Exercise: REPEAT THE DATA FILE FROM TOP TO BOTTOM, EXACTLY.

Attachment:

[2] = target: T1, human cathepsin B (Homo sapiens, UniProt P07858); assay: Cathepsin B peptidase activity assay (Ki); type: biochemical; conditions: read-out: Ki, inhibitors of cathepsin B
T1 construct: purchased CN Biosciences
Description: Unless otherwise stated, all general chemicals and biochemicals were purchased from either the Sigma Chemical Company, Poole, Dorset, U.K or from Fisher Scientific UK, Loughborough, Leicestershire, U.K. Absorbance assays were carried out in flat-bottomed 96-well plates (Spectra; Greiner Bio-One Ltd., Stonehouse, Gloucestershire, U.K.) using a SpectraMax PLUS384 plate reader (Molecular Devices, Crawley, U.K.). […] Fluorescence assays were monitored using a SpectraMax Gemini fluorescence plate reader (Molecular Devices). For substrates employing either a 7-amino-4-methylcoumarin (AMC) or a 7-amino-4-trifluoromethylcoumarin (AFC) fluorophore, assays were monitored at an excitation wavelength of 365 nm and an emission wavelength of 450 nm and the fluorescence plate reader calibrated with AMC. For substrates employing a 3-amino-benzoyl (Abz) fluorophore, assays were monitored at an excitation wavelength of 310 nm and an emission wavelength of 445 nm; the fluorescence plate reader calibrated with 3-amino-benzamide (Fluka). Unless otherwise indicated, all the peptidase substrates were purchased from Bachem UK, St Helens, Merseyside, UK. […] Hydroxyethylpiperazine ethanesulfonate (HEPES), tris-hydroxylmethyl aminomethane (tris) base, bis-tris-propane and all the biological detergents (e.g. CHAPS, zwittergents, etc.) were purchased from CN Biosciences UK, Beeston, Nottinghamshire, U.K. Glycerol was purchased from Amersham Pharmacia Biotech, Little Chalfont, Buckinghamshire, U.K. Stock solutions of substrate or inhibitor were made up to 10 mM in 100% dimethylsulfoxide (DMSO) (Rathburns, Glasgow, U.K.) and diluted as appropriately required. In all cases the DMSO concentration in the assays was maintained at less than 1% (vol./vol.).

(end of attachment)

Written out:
[2] = target: T1, human cathepsin B (Homo sapiens, UniProt P07858); assay: Cathepsin B peptidase activity assay (Ki); type: biochemical; conditions: read-out: Ki, inhibitors of cathepsin B
T1 construct: purchased CN Biosciences
Description: Unless otherwise stated, all general chemicals and biochemicals were purchased from either the Sigma Chemical Company, Poole, Dorset, U.K or from Fisher Scientific UK, Loughborough, Leicestershire, U.K. Absorbance assays were carried out in flat-bottomed 96-well plates (Spectra; Greiner Bio-One Ltd., Stonehouse, Gloucestershire, U.K.) using a SpectraMax PLUS384 plate reader (Molecular Devices, Crawley, U.K.). […] Fluorescence assays were monitored using a SpectraMax Gemini fluorescence plate reader (Molecular Devices). For substrates employing either a 7-amino-4-methylcoumarin (AMC) or a 7-amino-4-trifluoromethylcoumarin (AFC) fluorophore, assays were monitored at an excitation wavelength of 365 nm and an emission wavelength of 450 nm and the fluorescence plate reader calibrated with AMC. For substrates employing a 3-amino-benzoyl (Abz) fluorophore, assays were monitored at an excitation wavelength of 310 nm and an emission wavelength of 445 nm; the fluorescence plate reader calibrated with 3-amino-benzamide (Fluka). Unless otherwise indicated, all the peptidase substrates were purchased from Bachem UK, St Helens, Merseyside, UK. […] Hydroxyethylpiperazine ethanesulfonate (HEPES), tris-hydroxylmethyl aminomethane (tris) base, bis-tris-propane and all the biological detergents (e.g. CHAPS, zwittergents, etc.) were purchased from CN Biosciences UK, Beeston, Nottinghamshire, U.K. Glycerol was purchased from Amersham Pharmacia Biotech, Little Chalfont, Buckinghamshire, U.K. Stock solutions of substrate or inhibitor were made up to 10 mM in 100% dimethylsulfoxide (DMSO) (Rathburns, Glasgow, U.K.) and diluted as appropriately required. In all cases the DMSO concentration in the assays was maintained at less than 1% (vol./vol.).